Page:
I recently had the pleasure of interviewing Eddie Brown, founder of Brown Capital Management. My interview with Eddie was part of this year’s The Twelve-In-Twelve Book Club Meet the Author Forum in Columbia, Maryland. Eddie, who last year published his memoirs entitled Beating the Odds: Eddie Brown’s Investing and Life Strategies (John Wiley & Sons), was the invited author.
Beating the Odds has a potential dual meaning. First, Brown Capital Management, founded by Eddie Brown in 1983, has a history of slightly outperforming and sometimes significantly outperforming the market. A deeper meaning arises from the fact that Eddie was born in 1940 Jim-Crow-era Apopka, Florida to a teen-age mother and into poverty. He beat the odds of those less-than advantageous circumstances to become a Howard University-educated electrical engineer; a valued worker at IBM; the first African-American portfolio manager at T. Rowe Price; a regular financial commentator on national television show, Wall St. Week; the founder and president of a financial services firm with $6 billion under management; and a philanthropist.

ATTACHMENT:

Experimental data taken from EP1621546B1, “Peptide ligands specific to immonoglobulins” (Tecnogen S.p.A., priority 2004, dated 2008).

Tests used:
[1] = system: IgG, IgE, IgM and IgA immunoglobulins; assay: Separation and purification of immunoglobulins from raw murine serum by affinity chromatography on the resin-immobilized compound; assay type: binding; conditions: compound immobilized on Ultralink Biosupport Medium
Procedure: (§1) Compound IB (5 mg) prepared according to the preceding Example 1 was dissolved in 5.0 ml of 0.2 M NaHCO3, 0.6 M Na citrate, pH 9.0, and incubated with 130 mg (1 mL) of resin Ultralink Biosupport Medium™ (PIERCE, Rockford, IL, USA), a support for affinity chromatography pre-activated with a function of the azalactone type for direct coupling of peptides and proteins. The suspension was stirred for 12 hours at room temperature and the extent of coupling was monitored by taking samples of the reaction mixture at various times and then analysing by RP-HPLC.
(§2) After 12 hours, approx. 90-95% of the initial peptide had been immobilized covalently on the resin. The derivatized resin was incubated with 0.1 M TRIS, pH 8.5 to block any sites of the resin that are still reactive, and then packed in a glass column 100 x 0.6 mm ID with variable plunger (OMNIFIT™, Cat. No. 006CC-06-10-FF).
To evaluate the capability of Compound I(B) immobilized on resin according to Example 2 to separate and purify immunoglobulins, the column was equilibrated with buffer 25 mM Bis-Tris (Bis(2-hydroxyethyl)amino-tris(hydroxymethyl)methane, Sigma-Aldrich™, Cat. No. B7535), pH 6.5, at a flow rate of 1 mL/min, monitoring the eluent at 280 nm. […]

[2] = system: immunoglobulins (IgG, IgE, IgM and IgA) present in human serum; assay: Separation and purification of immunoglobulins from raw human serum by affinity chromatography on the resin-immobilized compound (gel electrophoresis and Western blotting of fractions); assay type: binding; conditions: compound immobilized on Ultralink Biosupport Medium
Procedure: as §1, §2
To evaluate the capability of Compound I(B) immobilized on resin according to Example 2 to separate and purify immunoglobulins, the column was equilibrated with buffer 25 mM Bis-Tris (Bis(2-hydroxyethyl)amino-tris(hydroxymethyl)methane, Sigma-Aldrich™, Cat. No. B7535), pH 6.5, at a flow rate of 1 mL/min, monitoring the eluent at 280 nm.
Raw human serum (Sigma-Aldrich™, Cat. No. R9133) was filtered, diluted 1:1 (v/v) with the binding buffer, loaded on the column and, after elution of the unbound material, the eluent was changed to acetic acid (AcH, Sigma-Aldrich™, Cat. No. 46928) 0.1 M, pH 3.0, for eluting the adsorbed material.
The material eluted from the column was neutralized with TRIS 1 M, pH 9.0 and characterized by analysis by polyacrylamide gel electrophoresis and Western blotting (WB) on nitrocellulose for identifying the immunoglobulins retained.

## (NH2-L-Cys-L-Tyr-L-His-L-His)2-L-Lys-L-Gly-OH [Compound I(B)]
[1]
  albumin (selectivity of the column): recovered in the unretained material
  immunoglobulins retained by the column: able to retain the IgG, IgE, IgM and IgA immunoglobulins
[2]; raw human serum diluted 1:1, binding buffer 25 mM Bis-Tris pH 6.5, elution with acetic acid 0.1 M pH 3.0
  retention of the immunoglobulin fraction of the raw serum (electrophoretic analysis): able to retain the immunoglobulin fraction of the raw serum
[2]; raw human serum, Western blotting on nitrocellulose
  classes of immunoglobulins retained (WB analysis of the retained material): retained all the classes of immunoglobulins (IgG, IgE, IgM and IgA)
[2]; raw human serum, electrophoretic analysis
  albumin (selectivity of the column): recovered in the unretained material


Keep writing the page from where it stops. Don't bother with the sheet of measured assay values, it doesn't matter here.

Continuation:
During our interview, Eddie and I discussed his childhood in Apopka, Florida; what it means to have an entrepreneurial gene and how he has exercised that gene throughout his life; the role and importance of family in his life; his attitude towards and approach to handling racism; his approach to investing; and the impact of his philanthropy.
All those topics are of course covered in Beating the Odds, written by Eddie Brown with co-author Blair S. Walker. I highly recommend you pick up a copy.